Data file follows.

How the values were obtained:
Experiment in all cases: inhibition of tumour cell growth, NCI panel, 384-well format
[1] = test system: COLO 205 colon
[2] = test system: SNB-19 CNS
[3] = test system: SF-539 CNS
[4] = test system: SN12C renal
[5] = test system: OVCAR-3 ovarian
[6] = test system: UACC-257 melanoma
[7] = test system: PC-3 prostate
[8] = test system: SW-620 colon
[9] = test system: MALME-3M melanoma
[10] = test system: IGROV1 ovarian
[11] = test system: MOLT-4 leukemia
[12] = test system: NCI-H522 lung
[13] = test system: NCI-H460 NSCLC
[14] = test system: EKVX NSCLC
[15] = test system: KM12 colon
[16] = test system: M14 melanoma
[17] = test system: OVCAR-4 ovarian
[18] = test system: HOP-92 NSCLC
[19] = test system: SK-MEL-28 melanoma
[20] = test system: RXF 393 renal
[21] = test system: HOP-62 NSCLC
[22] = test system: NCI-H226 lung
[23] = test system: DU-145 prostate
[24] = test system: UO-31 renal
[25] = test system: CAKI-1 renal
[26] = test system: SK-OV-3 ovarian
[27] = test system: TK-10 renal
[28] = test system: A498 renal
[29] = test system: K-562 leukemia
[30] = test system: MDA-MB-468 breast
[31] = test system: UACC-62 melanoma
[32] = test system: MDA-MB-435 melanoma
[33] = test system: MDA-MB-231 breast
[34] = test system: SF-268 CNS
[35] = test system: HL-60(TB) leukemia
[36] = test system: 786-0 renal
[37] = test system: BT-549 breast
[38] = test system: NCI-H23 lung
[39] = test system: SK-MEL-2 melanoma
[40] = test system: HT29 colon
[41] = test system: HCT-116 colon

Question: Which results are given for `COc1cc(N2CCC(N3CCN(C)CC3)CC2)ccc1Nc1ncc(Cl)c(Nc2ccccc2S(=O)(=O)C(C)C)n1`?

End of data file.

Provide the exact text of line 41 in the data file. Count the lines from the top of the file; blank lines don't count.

[39] = test system: SK-MEL-2 melanoma